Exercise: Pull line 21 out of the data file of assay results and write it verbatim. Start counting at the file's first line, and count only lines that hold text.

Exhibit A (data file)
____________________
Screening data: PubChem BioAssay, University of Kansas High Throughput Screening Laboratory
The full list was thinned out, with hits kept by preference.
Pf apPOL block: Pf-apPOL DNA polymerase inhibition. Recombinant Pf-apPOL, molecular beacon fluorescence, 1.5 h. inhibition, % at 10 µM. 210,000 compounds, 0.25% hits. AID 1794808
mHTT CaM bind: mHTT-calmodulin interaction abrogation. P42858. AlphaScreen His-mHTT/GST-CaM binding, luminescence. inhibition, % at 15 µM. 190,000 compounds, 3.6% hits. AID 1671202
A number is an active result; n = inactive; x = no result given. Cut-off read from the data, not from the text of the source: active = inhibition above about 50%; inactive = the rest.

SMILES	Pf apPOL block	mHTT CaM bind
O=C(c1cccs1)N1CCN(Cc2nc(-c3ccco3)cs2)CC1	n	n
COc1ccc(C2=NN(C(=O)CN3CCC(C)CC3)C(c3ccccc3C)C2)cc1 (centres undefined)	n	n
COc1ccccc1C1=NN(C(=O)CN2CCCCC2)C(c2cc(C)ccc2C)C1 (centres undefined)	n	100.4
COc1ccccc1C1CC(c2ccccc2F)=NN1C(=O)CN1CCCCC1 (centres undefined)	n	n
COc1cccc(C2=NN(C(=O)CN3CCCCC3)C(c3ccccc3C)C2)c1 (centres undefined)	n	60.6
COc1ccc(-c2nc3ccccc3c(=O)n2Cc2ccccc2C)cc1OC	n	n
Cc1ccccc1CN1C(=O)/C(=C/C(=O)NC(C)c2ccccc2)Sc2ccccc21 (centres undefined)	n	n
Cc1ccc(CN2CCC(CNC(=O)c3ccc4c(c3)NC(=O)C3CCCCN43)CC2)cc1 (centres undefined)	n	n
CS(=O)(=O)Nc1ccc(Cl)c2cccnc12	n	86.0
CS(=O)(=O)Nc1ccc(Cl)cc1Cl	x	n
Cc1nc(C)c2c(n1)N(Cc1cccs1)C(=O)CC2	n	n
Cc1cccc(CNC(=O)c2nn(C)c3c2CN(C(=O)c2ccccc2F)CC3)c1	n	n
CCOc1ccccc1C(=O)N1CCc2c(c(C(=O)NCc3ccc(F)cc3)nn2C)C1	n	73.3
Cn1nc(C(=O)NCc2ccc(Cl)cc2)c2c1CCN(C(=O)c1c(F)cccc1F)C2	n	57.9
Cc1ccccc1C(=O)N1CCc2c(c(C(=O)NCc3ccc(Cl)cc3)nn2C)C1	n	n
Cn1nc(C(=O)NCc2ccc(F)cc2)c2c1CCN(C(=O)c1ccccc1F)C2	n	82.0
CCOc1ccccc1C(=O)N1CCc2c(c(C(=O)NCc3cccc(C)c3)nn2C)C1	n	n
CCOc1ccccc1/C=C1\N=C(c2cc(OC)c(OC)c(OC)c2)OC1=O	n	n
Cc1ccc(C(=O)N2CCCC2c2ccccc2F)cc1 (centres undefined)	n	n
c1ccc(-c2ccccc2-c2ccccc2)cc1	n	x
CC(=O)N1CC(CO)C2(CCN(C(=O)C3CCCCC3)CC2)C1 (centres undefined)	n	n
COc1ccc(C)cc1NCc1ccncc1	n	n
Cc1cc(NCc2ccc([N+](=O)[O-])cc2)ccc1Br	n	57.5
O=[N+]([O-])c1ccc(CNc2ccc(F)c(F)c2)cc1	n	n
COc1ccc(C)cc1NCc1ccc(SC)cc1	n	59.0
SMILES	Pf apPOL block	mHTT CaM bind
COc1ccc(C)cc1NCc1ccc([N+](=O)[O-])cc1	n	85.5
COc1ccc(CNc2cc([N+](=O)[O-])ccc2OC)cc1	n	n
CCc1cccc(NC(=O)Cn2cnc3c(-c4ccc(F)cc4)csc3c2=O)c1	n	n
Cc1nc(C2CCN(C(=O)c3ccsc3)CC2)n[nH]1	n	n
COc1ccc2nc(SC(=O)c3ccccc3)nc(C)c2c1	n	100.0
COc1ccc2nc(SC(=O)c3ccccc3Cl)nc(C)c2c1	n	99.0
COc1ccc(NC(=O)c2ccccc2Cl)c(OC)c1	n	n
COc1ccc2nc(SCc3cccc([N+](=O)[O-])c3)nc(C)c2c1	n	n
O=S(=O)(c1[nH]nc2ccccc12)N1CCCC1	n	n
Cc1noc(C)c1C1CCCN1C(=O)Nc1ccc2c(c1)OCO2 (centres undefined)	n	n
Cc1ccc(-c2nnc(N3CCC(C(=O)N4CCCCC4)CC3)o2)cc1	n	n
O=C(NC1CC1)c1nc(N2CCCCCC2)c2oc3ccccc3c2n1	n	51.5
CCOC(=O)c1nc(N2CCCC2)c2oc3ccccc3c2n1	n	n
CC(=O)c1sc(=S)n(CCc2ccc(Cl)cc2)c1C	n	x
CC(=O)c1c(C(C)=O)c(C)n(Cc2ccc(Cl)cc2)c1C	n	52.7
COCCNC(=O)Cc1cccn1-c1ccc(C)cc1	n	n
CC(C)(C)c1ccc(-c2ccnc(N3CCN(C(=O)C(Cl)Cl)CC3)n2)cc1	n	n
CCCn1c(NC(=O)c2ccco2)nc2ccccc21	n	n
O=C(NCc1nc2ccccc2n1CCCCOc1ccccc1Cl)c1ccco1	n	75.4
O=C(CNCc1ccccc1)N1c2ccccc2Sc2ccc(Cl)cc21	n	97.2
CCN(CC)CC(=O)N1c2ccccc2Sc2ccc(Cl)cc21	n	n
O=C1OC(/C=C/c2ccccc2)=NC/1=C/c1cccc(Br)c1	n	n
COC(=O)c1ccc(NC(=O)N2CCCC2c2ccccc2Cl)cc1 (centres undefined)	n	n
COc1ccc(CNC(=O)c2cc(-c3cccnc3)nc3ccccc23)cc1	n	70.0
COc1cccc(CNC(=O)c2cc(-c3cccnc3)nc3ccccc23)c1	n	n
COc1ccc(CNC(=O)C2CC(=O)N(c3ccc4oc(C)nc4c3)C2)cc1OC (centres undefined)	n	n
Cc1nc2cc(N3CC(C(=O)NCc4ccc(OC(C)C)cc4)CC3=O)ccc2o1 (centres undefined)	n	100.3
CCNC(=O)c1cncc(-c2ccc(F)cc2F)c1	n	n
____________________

Cc1ccccc1C(=O)N1CCc2c(c(C(=O)NCc3ccc(Cl)cc3)nn2C)C1	n	n